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Closing the gap 

Photo credit: provided by Lainey Porter

An estimated 13.5 million U.S. households were found food insecure in 2021. Locally in Monroe County, there are 86,040 individuals unable to feed all members in their home.  

Food insecurity is defined by the United States Department of Agriculture (USDA) as a household-level condition of limited or uncertain access to adequate food. It is becoming a critical public health issue many are suffering from due to unemployment, poverty and income shocks.  

Although there is no true solution to food insecurity, many food insecure individuals benefit from resources such as food pantries. The Brockport Ecumenical Food Shelf (BEFS) and The Community Food Cupboard of Rochester are just two of thousands providing food relief to those in need.  

BEFS is a nonprofit emergency food pantry partnered with Foodlink in Rochester. The organization has been in existence for almost 50 years providing food relief to eligible residents in the Brockport community.  

Jake Straub has been volunteering at the BEFS since 2018 and was voted Board President in 2020. As a volunteer and board member, he partakes in multiple tasks in order to guide and run the food shelf.  

“As a volunteer I primarily help clients shop for food. This includes helping them select food items, answering their questions and then getting food to their vehicles or doing home deliveries,” Straub said. 

The first four Thursdays of every month the shelf is open, allowing clients to come in and shop by the size of their household with a volunteer 

“If someone does not live in our serving district, our policy is to serve them one-time and then refer them to a food shelf in the district they live in,” Straub said. “Because we are an emergency food shelf and partner organization for Foodlink, we are allowed to provide food to households one time per month and we follow their guidelines for food distribution.”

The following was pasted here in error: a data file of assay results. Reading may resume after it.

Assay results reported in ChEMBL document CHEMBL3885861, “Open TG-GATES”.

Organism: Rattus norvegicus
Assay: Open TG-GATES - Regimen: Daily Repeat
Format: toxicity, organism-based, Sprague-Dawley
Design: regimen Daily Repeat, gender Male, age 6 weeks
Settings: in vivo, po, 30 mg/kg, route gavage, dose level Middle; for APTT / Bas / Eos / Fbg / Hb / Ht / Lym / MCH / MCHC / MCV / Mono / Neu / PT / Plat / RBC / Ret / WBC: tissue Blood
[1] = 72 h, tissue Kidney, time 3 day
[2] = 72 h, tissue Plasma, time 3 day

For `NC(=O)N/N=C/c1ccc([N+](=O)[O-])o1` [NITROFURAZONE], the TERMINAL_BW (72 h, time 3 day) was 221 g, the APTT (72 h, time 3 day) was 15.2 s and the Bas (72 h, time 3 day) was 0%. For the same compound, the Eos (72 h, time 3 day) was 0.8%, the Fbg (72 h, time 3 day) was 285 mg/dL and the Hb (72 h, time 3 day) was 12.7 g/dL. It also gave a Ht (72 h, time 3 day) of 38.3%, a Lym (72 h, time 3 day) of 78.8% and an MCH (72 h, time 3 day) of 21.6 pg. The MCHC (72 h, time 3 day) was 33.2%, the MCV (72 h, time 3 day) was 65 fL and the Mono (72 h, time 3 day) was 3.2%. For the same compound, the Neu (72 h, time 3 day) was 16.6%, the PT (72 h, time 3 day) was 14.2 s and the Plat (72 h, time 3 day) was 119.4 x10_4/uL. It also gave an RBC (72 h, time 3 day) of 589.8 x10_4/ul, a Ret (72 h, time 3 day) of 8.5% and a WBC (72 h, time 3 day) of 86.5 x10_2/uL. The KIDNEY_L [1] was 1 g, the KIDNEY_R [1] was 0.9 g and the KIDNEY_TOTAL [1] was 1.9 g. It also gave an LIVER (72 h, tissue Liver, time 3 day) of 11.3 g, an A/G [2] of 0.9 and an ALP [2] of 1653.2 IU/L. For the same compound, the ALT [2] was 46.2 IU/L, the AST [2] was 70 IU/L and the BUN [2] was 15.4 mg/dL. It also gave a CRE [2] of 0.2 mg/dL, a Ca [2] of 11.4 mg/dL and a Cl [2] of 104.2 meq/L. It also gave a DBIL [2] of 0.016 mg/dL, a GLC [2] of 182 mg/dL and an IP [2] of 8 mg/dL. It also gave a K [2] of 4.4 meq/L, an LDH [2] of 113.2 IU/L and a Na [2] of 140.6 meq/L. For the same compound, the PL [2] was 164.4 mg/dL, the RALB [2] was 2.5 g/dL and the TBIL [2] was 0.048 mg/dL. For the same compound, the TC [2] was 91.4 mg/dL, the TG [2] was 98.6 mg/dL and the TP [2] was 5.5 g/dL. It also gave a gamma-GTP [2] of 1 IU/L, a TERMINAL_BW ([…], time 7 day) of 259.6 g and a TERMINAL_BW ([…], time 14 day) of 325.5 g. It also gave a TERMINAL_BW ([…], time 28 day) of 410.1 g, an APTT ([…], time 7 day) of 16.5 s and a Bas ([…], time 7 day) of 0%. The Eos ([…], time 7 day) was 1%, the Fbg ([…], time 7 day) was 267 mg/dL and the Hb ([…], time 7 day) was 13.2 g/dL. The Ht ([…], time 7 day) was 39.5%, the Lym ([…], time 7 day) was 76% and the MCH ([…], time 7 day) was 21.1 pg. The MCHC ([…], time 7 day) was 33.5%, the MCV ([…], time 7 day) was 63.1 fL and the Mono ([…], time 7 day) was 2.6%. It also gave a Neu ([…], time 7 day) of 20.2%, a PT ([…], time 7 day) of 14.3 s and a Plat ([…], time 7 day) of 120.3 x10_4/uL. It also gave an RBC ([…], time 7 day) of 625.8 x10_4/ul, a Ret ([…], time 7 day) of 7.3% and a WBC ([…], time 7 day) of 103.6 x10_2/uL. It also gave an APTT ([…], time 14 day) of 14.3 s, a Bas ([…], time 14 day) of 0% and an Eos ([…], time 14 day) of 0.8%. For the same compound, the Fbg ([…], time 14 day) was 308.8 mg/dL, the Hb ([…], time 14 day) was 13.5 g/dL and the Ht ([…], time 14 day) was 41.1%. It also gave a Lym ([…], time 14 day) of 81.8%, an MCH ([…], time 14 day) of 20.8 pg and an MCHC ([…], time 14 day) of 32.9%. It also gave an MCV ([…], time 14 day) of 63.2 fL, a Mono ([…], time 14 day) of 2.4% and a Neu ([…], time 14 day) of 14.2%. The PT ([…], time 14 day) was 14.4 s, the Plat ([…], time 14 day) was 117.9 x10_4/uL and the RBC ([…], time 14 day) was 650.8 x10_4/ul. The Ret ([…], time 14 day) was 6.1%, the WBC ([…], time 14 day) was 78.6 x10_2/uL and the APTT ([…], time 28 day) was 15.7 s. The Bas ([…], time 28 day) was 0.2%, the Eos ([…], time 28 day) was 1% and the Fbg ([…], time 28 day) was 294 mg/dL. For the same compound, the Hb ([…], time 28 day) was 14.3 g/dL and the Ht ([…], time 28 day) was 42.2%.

Straub notes that although food pantries are not a solution, they help immensely in providing healthy food to those who need it.  

Administrator for The Community Food Cupboard of Rochester Maribeth Weed has a similar outlook.  

“Food pantries are most definitely not the solution, it’s much bigger than this. No one wants to go to a food cupboard or pantry, but for the short-term solution of keeping people from being hungry it works,” Weed said.  

The Community Food Cupboard of Rochester is a nonprofit organization also partnered with Foodlink.  

Similarly to BEFS, the cupboard requires clients to live within certain zip code areas in order to receive prepackaged bags according to family size. Clients can then go to the cupboard and may choose from a variety of frozen meats and proteins.  

The cupboard serviced 3,021 food insecure individuals in Irondequoit and the greater Rochester area in 2021 along with an average of 150 households for deliveries and an average of 214 emergency household deliveries. Weed expects to see much larger numbers for 2022.  

The public health implications of food insecurity are significant, and the lingering effects of COVID-19 have sustained a higher demand for food pantries. This also means other resources such as The Supplemental Nutrition Assistance Program (SNAP) benefits will continue to have an upsurge in demand.  

SNAP, formerly known as Food Stamps, is a federal program that supports eligible low-income people in need of nutritional support. SNAP participants receive an Electronic Benefits Transfer card that works like a debit card at authorized food retail stores. In 2021, the program helped more than 41 million low-income people in the U.S. afford a nutritionally adequate diet each month.  

Despite this fact, it is still difficult for some individuals to gain access to these benefits.  

“I’d like to see an increase in SNAP benefits as well as easier access in gaining them,” Weed said. “Many poorer individuals do not have access to a computer, so I think putting kiosks in various agencies would help. In addition, I’d also like to see more State and Federal free food.”  

Many have concerns similar to Weed’s in which the USDA is working to improve upon. A grant application to better SNAP customer services was put in place in April “to enhance the customers experience and promote fairness and equity in the program.”  

Although these resources are not flawless, they have become an essential part of our society. Food pantries and programs like SNAP are continuing to help close the gap on food insecurity for people around the nation as this public health issue still affects millions in the U.S. today. 

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